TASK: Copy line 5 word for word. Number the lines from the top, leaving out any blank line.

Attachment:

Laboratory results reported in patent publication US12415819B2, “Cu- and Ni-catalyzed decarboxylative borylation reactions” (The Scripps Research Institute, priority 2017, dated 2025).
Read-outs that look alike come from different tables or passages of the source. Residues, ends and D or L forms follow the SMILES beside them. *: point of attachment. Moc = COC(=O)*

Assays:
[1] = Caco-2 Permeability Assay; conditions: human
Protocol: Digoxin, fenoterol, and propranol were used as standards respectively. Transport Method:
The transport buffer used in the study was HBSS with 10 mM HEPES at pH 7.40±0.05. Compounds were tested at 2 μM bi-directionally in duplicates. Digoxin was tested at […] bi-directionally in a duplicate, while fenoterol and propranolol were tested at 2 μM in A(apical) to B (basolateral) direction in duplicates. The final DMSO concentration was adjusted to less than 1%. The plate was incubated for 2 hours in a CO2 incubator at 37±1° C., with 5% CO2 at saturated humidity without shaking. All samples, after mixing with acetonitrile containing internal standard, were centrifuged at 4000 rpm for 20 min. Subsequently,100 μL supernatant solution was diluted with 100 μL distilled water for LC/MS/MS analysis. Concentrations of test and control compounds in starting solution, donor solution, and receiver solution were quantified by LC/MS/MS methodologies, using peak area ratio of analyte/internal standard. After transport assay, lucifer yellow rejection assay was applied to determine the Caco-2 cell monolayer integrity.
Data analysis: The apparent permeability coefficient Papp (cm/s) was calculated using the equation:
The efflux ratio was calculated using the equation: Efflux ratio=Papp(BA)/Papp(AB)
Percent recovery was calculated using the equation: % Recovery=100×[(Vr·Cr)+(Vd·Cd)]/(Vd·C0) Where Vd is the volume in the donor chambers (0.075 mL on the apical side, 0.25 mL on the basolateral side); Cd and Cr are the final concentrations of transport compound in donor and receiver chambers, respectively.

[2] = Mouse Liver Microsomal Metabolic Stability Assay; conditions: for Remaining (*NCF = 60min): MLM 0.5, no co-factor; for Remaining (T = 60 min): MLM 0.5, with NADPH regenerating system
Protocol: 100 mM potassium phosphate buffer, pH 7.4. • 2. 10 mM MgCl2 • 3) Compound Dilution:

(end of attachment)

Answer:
Protocol: Digoxin, fenoterol, and propranol were used as standards respectively. Transport Method: